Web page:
Whether you insist on a real brick-and-mortar casino or you’ve already discovered the convenience of playing slots and table games at Red Flush Canadian casino; whether you like to play from your desktop or on the move using a smartphone, you need to beware of the gambler’s fallacy.
It’s a perennial problem that many casino players run into, and it can put the kiss of death on what ought to be a pleasant evening’s entertainment, surfing highs and lows as your luck ebbs and flows, with the occasional thrill of a handsome win.
Simply put, the gambler’s fallacy represents the triumph of human self-delusion: an emotion-driven conviction that there must be some kind of ‘fairness’, ‘justice’ or ‘balance’ in the universe. It’s a refusal to acknowledge that games of chance run on the uncaring, unswayable laws of mathematical probability, which allow for no justice; just odds.
How to Avoid the Trap
The easiest way to avoid falling into the gambler’s fallacy is to learn a bit about the laws of probability and how they are calculated.
Take a coin. Whenever it is tossed, there is a 50 percent chance it comes down heads and a 50 percent chance of tails.
But that 50/50 chance comes into play every time the coin is tossed; toss the coin 10 times, and it wouldn’t be surprising to get five heads and five tails. But there would also be sequences with seven heads and three tails, which are just as likely because each toss still presents the coin with an even chance of coming down either side up.
But the gambler’s fallacy kicks in when people think a 7-3 result means the next toss is ‘more likely’ to yield a tails, because they’re ‘owed’ one by the laws of probability.
No! The probability of the coin coming down one way or the other remains exactly 50/50 on every toss, even if the past 1,000 tosses yielded an unbroken string of tails.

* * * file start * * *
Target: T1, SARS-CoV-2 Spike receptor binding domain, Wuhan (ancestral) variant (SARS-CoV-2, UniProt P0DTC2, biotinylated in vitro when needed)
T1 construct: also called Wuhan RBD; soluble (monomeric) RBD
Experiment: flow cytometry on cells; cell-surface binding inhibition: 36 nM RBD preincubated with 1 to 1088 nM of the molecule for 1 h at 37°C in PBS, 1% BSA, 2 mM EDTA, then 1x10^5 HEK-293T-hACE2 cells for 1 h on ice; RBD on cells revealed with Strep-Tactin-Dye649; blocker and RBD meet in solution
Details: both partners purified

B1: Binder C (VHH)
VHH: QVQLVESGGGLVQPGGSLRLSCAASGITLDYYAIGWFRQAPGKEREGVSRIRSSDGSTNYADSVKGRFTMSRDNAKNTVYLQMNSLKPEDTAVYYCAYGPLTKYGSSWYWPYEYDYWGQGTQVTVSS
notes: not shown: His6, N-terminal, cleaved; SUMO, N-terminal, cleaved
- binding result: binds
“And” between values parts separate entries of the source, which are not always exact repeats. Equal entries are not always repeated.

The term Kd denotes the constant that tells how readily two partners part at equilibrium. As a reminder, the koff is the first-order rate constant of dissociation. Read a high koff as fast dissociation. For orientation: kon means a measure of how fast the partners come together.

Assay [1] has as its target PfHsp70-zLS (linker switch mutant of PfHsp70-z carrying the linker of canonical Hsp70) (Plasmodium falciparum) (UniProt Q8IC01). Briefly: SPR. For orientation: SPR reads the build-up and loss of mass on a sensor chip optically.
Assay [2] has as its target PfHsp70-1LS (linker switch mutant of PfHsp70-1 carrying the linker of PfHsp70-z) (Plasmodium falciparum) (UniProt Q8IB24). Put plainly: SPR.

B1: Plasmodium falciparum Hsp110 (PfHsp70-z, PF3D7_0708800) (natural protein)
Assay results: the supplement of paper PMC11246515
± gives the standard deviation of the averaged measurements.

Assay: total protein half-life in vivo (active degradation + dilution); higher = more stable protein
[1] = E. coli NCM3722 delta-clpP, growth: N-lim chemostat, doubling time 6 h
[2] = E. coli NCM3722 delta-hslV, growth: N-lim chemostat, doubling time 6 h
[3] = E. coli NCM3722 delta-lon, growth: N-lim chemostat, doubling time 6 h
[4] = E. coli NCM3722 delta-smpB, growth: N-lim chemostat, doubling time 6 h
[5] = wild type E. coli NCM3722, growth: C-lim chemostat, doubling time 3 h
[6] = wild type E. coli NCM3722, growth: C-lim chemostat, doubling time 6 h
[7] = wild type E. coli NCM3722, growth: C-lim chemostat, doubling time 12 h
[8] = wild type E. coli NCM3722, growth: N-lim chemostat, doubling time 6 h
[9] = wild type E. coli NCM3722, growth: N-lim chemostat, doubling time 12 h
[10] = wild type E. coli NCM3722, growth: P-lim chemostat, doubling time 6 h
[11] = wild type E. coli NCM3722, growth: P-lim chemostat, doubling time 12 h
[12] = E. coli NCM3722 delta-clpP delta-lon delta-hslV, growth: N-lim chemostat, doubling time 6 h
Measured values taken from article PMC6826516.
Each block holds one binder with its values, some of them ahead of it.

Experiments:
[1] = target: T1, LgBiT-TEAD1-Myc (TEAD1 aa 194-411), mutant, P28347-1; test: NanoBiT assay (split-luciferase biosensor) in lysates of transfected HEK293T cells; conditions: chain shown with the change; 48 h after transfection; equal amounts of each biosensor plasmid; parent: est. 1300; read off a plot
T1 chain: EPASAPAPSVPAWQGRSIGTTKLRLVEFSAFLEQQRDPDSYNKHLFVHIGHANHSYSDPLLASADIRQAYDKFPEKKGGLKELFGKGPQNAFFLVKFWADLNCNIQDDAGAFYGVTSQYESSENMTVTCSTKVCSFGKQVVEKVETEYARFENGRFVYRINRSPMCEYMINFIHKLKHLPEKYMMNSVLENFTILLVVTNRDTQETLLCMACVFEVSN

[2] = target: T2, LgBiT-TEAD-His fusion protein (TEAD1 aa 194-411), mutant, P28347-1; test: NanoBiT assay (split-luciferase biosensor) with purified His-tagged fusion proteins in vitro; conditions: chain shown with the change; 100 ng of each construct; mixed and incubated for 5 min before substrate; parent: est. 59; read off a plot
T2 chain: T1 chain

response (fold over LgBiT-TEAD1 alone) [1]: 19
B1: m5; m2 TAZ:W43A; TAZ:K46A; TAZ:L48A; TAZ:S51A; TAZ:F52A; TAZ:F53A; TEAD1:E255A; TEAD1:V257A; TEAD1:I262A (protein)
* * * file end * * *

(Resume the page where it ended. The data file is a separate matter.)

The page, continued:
Applying This to Roulette
Now let’s apply that knowledge to real situations in a casino. Take a roulette wheel, for example. In European roulette, the green 0 has a one-in-37 chance of winning on each spin. But apart from that single green slot, the ball has a very close to 50/50 chance of landing in Red or Black on every spin.
Ten Black wins in a row do NOT imply that the wheel now ‘owes you’ a Red. The same with a run of twenty odd numbers or a hundred low numbers: the chances of one or the other coming up remains just under 50 per cent on every spin.
The gambler’s fallacy mixed with double-up betting systems that stick to even-money bets is the fastest way to blow your stake at the roulette table. Rather find a betting system you can master that mixes up several bets with higher-value returns on each spin, covering more of the table and expanding your chances of winning each time.
If you’re keen to see how you can do in online roulette then you should try online gambling at Red Flush Canadian casino.
Our impressive selection of roulette games includes European Roulette Gold, a fabulous, enhanced game that’s great for players of all skill levels. Give it a try now and see what we mean!
Poker and Blackjack
The gambler’s fallacy can be just as damaging to card players. There are set odds on being dealt a blackjack or a royal flush, and they stay the same as long as a full deck of cards is used, no matter how many good or bad hands have gone before them.
Learn to play card games at Red Flush Canadian casino sensibly, according to the odds, rather than betting too big every time you feel the deck ‘owes you one’. Don’t you owe that to yourself?